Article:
Here's some advice for those new to Korea
Take pictures or video of everything you can. I came to Korea for the first time in the 1970s. I really wish I had photos of some of the things I remember. Chiefly among those are the 3, 5 or (only one sighting ) 7 man shovels; An entire family , including grandparents riding around on a “one eyed buffalo/ R-Pav (Rice paddy assault vehicle)” which was in those days the main piece of farm equipment; or delivery people hauling loads that would strain a Ford F-150 on what we called “deuce and a half bicycles” they were actually just the old balloon tire bicycles of the past but were reinforced with strips of rebar running between the handlebars and the axle. Korea is such fast moving society that the things you see today will be gone ten years from now when you try to tell someone about them. BTW, if anyone has picture of these please send them to Stripes Korea to be printed in a later issue.
Keep an open mind and always, always, remember that whereever you go you represent the United States. Most of the people from foreign countries never see Americans so be kind and be gentle whenever you can. Just because they are from a country where they are not as advanced as the US does not make them dumb. They may not speak our language but keep in mind words are cheap actions speak.
Oh yes the water is bad; on my first tour I got sick. You have to treat everyone with respect....the Military taught to not to be the ugly American......we have an image to uphold so never act unbecoming of a fine and trained Military Personnel. The travel was nice we used to go to all the big hotels and just sit in the lobby they were so beautiful to see. When we went out we always went in a group, never go out alone, it is safety in numbers.
Respect the people and their culture. At least learn the basics of their language. Spend time with the KATUSAs, they are a wealth of knowledge and the best guides in the country. Remember, you are a “guest” in a foreign country. And the food is great...just don’t ask what’s in it. My cholesterol dropped within the first six months because I ate a lot of Korean food.
Learn how to “read” (sound out the Hangul characters). It’s not as difficult as it might seem at first - much easier than English! Once you can do this, you won’t feel as intimidated when you travel and shop. You’ll be able to “read” signs, order in restaurants, etc.
Virginia Parker Hagin
Get an alien number through Korean immigration office. It makes easier to do lots of things which requires Korean Identification Number (KID). You can have point card at E-mart, Homeplus and you can open bank account in Korea and get a Korean debit card. There might be more opportunities using your alien number in Korea. You can get information from legal office. I saw a piece of paper explain about alien registration number at legal office in Yongsan.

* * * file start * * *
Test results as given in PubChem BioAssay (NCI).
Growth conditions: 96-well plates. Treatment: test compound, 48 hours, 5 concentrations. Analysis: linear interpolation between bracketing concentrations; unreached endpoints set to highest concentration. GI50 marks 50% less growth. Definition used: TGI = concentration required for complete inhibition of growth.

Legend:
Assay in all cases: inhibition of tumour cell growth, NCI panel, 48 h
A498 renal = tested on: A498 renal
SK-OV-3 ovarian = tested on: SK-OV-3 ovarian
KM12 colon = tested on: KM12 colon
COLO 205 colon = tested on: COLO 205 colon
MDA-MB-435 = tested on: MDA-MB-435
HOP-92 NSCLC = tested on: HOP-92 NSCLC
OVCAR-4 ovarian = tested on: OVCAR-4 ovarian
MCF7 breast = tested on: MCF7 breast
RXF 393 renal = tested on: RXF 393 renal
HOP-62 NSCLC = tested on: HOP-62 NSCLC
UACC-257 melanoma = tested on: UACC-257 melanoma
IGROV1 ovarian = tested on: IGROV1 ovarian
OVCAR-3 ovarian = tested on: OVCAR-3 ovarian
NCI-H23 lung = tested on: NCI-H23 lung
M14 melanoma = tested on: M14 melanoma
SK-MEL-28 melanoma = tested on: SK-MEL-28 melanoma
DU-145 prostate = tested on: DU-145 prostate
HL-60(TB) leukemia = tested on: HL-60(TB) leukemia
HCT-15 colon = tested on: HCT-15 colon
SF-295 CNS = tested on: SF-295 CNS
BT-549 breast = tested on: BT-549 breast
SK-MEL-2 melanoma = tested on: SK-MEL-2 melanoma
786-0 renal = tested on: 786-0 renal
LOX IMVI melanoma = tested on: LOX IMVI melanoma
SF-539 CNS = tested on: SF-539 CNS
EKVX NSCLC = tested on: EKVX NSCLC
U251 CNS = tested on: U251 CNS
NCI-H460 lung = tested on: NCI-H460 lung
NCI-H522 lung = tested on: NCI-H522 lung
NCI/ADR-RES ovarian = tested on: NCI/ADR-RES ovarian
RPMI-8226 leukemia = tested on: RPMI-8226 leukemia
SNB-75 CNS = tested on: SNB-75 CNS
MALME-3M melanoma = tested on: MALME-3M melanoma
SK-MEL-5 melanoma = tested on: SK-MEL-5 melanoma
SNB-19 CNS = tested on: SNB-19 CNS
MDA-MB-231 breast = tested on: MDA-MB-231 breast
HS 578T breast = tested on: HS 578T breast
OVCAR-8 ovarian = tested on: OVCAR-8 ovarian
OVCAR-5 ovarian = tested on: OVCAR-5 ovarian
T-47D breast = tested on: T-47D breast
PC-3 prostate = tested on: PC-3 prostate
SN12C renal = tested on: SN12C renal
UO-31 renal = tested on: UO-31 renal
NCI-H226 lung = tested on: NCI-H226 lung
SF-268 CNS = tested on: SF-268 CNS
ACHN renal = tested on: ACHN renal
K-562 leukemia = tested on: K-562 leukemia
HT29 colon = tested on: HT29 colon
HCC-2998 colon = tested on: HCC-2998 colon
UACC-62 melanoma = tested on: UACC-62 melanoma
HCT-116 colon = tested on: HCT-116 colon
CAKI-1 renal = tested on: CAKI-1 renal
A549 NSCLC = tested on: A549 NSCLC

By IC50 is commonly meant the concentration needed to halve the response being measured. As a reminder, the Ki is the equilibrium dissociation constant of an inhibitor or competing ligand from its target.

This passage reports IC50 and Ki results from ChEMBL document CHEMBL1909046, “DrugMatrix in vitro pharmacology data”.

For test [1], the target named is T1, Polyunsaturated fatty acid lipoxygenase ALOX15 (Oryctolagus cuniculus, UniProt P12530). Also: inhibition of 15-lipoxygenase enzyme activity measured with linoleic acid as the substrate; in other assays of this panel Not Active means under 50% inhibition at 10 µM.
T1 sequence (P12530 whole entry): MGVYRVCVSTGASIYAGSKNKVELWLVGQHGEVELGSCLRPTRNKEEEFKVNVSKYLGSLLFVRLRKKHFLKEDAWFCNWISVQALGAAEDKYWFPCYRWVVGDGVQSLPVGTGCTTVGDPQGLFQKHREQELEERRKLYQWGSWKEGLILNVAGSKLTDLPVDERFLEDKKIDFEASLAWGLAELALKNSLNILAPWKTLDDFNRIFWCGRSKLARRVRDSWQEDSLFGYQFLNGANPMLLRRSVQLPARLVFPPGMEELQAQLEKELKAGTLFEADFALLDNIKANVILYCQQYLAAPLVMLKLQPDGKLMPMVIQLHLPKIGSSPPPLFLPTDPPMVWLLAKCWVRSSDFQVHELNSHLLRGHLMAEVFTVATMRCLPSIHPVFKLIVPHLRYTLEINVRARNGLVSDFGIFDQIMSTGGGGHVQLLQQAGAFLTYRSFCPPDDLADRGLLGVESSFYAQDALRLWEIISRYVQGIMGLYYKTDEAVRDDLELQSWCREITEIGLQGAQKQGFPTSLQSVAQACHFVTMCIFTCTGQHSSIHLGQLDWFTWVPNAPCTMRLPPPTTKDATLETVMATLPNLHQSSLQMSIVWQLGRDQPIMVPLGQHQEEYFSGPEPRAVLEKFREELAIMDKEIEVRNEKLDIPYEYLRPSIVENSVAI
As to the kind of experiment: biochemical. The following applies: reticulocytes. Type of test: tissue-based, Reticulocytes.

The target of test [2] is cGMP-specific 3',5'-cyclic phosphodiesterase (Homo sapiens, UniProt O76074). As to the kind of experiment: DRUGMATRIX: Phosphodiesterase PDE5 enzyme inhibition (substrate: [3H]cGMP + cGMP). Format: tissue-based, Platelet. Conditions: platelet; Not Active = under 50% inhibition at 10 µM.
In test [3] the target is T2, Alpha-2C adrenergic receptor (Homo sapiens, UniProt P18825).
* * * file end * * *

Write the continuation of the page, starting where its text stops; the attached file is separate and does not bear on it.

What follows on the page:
Here is link for alien registration sticker/card. http://8tharmy.korea.army.mil/sja/ClientLegalSvc/LegalServices/docs_visa_services/Alien%20Registration%20Sticker-Card.pdf
Also there are lots of fried chicken in Korea with variety of seasoning. Most of them delivery to your house. Also you can order draft beer and it will deliver to you. You don’t have to pay for delivery and tip. But, you need to get some help from your Korean friend.
Respect. If you give it you will receive it. Make some Korean civilian friends. If you go to bars, behave yourself. Remember you are an ambassador of the United States. If you party, party hardy, but keep it on base and civil. Respect is the most important thing to remember.
Do not drink the water.
Missy Brown Burke
Stay safe and never go anywhere outside the bases without a friend.
Wm Jack Collins
Shopping is awesome, the smell, the beautiful country, the night life is nice, the food is great and. I was there (77-78) and (86-87) I loved my tours there.
Get out as much as you can and soak up a culture that has been in the works for over 5000 years or more.
Keep an open mind. Go out and try new things even if you don’t like it you had the experience. Make some local friends, you can learn so much from each other!
Don’t waste your entire tour in the barracks or at the bars! There is so much more to the country. Definitely make friends with the KATUSAs, you will learn so much from them & you will teach them so much. Step out of your comfort zone and try the food and embrace the culture.
It’s freezing during winter. Be very careful when driving on public roads, they are not the safest drivers around. Montainous terrain. Don’t go out alone to the clubs. Respect the culture. Be mindful of your money. Remember you’re technically in a war zone.
My advice is take full advantage and don’t become a hermit crab inside all day. There’s so much to do and see even with little ones. It’s sooo much different inside play areas for children and pretty much everything is educational while playing. Get out and explore! We’re in Yongsan and I also use iTour Seoul app on my iPhone. It gives directions, addresses and descriptions . . . very useful! Driving here isn’t as scary as it looks once you’re behind a wheel and driving yourself. It will definitely make you more alert and aware of things while driving. Online shopping will more than likely become your best friend. Korea is beautiful and I’m loving it!!
Be brave and venture out. Be nice to the KATUSAs, most are very nice and eager to share their culture and learn ours. Also, unlike us, they don’t choose to be in the military, it’s mandatory and they get paid squat with next to no post privileges. The culture is amazing, the driving is nuts, but it is truly awesome if you care to go experience it.
Jennifer L. Calhoun Cook
Make sure you have your SOJU experience with those you trust . . .
Don’t bring a car, make friends with the KATUSAs and try the local food!